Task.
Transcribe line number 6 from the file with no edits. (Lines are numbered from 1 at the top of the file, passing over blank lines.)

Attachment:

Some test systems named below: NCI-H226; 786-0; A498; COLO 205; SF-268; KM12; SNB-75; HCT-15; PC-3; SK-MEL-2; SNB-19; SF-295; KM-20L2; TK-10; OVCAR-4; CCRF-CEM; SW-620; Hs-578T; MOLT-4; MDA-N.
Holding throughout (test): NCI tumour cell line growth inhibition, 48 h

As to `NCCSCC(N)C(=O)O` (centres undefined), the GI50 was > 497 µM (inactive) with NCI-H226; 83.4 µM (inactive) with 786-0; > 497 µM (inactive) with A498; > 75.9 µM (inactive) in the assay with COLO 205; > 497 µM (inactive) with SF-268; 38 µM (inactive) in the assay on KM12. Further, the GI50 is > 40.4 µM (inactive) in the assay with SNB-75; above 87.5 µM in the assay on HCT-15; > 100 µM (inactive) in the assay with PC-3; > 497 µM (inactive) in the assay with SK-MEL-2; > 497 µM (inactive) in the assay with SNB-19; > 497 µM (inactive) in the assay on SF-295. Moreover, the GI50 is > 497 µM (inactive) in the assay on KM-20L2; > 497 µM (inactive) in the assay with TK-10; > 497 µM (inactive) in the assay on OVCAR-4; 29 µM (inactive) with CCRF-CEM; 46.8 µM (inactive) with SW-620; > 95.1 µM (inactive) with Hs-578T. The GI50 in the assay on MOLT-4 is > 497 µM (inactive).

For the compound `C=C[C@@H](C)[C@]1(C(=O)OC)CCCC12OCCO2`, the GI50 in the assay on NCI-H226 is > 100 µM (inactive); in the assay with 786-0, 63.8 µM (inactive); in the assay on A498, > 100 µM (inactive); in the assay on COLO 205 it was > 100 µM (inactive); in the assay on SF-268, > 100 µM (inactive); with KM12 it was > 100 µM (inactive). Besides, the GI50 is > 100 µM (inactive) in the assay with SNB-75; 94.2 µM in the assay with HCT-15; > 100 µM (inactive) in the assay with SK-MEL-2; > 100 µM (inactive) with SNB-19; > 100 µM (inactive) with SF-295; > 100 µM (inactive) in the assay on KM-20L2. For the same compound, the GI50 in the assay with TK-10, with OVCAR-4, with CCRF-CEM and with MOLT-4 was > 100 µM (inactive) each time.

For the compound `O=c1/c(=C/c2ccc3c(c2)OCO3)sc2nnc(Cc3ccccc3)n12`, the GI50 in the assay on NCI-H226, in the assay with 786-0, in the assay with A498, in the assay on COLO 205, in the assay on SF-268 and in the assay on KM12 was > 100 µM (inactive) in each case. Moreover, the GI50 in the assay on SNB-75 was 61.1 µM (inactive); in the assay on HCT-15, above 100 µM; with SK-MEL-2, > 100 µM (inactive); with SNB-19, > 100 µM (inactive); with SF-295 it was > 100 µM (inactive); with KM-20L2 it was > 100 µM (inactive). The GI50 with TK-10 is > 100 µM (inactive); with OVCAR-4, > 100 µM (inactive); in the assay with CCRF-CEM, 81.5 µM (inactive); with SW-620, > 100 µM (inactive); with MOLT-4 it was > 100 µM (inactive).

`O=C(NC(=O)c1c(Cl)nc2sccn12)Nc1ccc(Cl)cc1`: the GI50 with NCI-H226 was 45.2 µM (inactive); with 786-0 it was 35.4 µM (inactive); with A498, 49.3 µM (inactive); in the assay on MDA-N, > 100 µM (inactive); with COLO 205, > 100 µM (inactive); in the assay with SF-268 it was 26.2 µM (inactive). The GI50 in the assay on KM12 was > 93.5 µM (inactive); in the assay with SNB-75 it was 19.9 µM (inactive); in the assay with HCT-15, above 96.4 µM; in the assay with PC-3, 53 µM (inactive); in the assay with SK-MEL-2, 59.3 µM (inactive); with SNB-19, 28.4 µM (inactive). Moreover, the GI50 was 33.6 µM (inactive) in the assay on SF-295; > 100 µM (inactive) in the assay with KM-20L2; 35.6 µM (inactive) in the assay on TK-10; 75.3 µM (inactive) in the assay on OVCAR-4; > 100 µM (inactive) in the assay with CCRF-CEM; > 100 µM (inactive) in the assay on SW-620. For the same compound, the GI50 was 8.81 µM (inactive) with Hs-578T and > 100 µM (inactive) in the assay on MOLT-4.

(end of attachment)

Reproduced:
`O=C(NC(=O)c1c(Cl)nc2sccn12)Nc1ccc(Cl)cc1`: the GI50 with NCI-H226 was 45.2 µM (inactive); with 786-0 it was 35.4 µM (inactive); with A498, 49.3 µM (inactive); in the assay on MDA-N, > 100 µM (inactive); with COLO 205, > 100 µM (inactive); in the assay with SF-268 it was 26.2 µM (inactive). The GI50 in the assay on KM12 was > 93.5 µM (inactive); in the assay with SNB-75 it was 19.9 µM (inactive); in the assay with HCT-15, above 96.4 µM; in the assay with PC-3, 53 µM (inactive); in the assay with SK-MEL-2, 59.3 µM (inactive); with SNB-19, 28.4 µM (inactive). Moreover, the GI50 was 33.6 µM (inactive) in the assay on SF-295; > 100 µM (inactive) in the assay with KM-20L2; 35.6 µM (inactive) in the assay on TK-10; 75.3 µM (inactive) in the assay on OVCAR-4; > 100 µM (inactive) in the assay with CCRF-CEM; > 100 µM (inactive) in the assay on SW-620. For the same compound, the GI50 was 8.81 µM (inactive) with Hs-578T and > 100 µM (inactive) in the assay on MOLT-4.